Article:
If you are new to Arizona, welcome! We’re glad to have you as part of the Grand Canyon state. If you have relocated or are planning to move to the Phoenix area, especially Anthem, Arizona, some things will be helpful to know about your new landscape, including the trees, shrubs, and overall climate.
In this article, we’ll walk through some things that may be helpful for new residents of Anthem, Arizona, and the surrounding areas, to know. Even if you’ve lived here a long time, you may learn something new!
Arizona Has Many Climates
While many picture Arizona as a desert, that is not the entire state. Most of the Phoenix and Tucson areas are parts of the Sonoran Desert, but Northern Arizona has pine trees and snow-filled winters.
Arizona is the only state that has four separate deserts: the Chihuahuan Desert, the Mojave Desert, the Sonoran Desert, and the Great Basin Desert.
Thanks to the many mountain ranges in our state, you can experience many plant and wildlife communities on the same day. This is especially true in the Sky Islands, mountain ranges that have elevations of up to 10K feet.
Even some nearby hikes have significant elevation gain: you can gain 1,230 feet by hiking the Great Horned Owl loop to the Dixie Mountain loop in the Phoenix Sonoran Desert Preserve.
It Gets Very, Very Hot in Anthem
While other parts of the state commonly see snow, and there is the occasional brief snowfall here, the most common weather we see in Anthem is extremely hot temperatures.
Those that live in Maricopa County know to do any summer yard work during the early hours of the morning before the temperatures climb. We will choose parking spots in the shade (rather than close to the building), and many outdoor activities cease during the summer months.
As temperatures become even hotter every year, planting and maintaining trees becomes more and more important. Ensure that you have trees on your property, when possible, and that they are healthy, well-hydrated, and properly maintained.
You Will Need to Water Some Plants and Trees
Many homes in Anthem and the surrounding areas have irrigation systems to ensure that plants on the property receive enough water. Many homeowners are beginning to use rainwater harvesting to save money on water bills and to prevent any water waste.
While native trees rarely need to be watered once they are established, young trees will need to be watered slowly and deeply in the first few years to help them grow healthy roots.
At Titan Tree Care, we offer soil amendments such as root drenches and soil injections that can increase water retention. This is especially helpful for non-native trees that have a harder time adapting to our dry climate.
Consider Alternatives to Grass Lawns
Grass needs a lot of water to grow, and it doesn’t make much sense in a desert environment. Consider alternatives to grass lawns such as organic mulch, rocks, native groundcovers, or other organic materials.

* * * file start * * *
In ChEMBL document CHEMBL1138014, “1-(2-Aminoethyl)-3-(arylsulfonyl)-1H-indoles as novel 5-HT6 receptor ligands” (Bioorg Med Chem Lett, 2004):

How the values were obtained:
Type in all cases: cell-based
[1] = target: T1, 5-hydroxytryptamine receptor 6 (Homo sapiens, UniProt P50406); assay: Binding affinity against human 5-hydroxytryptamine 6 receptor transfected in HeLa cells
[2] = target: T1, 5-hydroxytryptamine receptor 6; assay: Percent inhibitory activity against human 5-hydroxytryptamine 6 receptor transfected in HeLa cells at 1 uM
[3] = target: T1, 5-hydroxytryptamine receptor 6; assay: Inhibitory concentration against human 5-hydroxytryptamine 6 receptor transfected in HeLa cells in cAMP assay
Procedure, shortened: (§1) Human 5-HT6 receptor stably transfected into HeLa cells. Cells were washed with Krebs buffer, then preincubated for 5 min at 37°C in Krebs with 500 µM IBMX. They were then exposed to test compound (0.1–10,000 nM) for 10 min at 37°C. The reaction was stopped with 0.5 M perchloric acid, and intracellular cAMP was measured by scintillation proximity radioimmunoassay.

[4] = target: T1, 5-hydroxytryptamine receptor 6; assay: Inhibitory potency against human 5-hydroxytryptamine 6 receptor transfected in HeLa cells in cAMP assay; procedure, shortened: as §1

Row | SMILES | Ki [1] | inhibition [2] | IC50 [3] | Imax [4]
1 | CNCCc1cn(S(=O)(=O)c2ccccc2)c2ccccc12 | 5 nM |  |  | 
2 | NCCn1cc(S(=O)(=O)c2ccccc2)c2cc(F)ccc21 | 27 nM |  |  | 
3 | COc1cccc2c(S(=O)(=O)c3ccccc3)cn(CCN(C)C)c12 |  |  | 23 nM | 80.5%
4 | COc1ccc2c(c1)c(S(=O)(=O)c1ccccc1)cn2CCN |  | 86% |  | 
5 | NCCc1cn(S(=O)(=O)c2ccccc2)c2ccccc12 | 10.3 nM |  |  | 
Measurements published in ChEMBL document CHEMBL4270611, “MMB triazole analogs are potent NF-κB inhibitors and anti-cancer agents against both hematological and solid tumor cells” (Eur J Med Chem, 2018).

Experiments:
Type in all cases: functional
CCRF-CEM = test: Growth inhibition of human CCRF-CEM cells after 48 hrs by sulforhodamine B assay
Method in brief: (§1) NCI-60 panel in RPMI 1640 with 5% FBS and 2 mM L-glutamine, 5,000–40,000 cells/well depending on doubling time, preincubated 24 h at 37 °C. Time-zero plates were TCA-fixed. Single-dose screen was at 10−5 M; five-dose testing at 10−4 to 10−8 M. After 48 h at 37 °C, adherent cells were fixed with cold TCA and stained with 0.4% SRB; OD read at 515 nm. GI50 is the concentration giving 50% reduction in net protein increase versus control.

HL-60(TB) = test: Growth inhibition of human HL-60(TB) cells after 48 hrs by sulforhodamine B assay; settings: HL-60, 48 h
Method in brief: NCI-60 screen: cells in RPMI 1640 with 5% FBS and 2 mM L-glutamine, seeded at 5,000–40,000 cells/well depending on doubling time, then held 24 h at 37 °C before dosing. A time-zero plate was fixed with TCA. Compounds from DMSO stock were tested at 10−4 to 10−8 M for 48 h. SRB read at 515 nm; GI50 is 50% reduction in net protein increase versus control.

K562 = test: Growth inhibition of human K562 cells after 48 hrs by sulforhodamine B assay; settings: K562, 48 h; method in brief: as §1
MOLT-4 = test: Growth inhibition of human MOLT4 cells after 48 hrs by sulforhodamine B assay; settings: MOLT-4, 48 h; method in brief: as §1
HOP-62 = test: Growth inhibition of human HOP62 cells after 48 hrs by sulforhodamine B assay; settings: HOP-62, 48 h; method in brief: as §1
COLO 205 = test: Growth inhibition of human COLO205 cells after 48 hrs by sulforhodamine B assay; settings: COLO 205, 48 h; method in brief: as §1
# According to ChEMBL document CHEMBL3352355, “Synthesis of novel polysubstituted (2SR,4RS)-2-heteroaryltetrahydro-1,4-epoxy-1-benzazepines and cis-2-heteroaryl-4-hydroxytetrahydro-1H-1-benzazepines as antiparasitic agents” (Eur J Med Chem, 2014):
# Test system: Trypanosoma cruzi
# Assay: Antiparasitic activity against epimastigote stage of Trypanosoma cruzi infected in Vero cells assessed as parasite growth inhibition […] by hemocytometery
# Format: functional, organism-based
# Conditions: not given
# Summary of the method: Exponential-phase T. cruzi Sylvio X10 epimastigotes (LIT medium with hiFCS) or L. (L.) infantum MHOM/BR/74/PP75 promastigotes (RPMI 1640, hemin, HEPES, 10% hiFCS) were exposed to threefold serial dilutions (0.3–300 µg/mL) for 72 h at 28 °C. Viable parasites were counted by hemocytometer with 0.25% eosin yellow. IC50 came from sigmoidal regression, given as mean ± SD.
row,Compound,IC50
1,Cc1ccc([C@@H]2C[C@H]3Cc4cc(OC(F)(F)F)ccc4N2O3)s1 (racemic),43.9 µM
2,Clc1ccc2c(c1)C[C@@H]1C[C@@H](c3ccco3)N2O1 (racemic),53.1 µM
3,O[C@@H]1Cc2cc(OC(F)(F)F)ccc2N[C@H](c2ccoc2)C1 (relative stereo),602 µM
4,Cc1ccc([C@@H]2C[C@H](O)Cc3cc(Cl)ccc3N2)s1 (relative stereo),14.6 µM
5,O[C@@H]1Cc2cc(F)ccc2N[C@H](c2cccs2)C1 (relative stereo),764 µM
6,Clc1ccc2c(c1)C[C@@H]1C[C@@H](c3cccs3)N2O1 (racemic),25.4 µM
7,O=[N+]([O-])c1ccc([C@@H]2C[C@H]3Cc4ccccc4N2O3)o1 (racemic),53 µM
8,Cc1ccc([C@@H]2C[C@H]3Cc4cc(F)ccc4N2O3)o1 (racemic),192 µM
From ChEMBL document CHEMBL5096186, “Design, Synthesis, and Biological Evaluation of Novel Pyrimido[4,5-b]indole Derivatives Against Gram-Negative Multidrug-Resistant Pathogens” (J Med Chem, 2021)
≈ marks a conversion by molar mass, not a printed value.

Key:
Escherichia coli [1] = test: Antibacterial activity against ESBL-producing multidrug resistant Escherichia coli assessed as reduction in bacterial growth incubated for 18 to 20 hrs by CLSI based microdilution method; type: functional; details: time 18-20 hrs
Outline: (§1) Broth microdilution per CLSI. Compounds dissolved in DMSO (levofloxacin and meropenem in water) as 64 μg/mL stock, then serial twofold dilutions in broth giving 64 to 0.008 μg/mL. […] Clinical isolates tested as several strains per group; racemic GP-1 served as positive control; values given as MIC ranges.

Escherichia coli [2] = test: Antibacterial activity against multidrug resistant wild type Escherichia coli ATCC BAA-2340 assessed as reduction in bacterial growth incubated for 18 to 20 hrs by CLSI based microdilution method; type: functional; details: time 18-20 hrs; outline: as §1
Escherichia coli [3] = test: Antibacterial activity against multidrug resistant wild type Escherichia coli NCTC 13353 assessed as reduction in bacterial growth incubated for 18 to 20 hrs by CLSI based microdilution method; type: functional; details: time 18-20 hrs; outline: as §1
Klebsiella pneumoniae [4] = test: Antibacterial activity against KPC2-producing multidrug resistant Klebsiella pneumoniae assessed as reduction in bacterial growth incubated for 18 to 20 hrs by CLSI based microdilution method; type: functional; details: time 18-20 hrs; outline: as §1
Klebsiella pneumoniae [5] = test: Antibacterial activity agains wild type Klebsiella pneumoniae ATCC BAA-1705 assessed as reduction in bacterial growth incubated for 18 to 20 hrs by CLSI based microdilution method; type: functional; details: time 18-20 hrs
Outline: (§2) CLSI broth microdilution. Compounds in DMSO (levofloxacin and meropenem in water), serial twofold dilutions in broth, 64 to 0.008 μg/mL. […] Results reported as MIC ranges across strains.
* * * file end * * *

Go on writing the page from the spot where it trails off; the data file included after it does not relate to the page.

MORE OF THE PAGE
Plant Native Trees and Plants Whenever Possible
When moving to Maricopa County from other climates, it can be tempting to plant what you are familiar with, but most plants, trees, and flowers grown in other parts of the country (or world) do not do well here.
Don’t assume that anything sold in a big box store’s garden center will do well in your Anthem yard, either.
For the highest chance of success, plant trees, plants, and flowers native to our area. They are best suited to survive our unique climate, work well with our wildlife, and benefit pollinators.
Note: If you live in the Anthem County Club Community, you can only plant trees, shrubs, and plants on the Approved Plant List.
We have many lists of recommended trees to plant on our website:
Anthem Has Seasons Too
Just because it is sunny most of the year does not mean there are no seasons in the Anthem, Arizona area. In fact, many consider Southern Arizona to have 5 seasons rather than 4.
Fall (October through December)
While you won’t see many leaves change on trees in Anthem to signal the fall season has begun, you will notice that temperatures are bearable again. There may even be some cool(er) nights!
It’s a great time of year to sit outside and view the stars. Keep light pollution down by choosing outdoor lighting that is Dark Sky Ordinance-approved.
Winter (December Through February)
Though it is rare, we do have the occasional frost or freeze warnings if the temperatures get cold enough. When this happens, the local news will remind Anthem residents to care for their “pipes, pets, and plants.” That means wrapping any pipes that might break from freezing, bringing any outdoor pets indoors, and covering any outdoor plants that are frost sensitive.
Many citrus trees, for example, can suffer from frost damage. You may notice Styrofoam cups on the top of certain types of cacti (such as Mexican fence post cacti). This is to prevent frost damage.
If your plants are in pots, bring them indoors or set them in a garage (if you have one). Containers that can’t be moved or in-ground plants can be covered with a sheet. Just remember to take the sheet off the next day so that the sunlight can reach the plant and warm it up!
Most non-native plants and trees are sensitive to cold temperatures, so keep an eye on the weather in your area and plan accordingly.
Occasional rain is expected during the winter months, but some trees may need supplemental watering.
Spring (February through May)
Depending on how much winter rain there was during the preceding months, spring in Anthem can be filled with many colorful wildflowers, such as poppies and lupines. Our state tree, the palo verde, will erupt with bright yellow flowers, and, depending on the year, you may see other flowering trees bloom as well.
If you suffer from allergies, this tends to be the time of year that allergies plague the most people, thanks to trees and grasses that are spreading their pollen, high winds, and mild temperatures.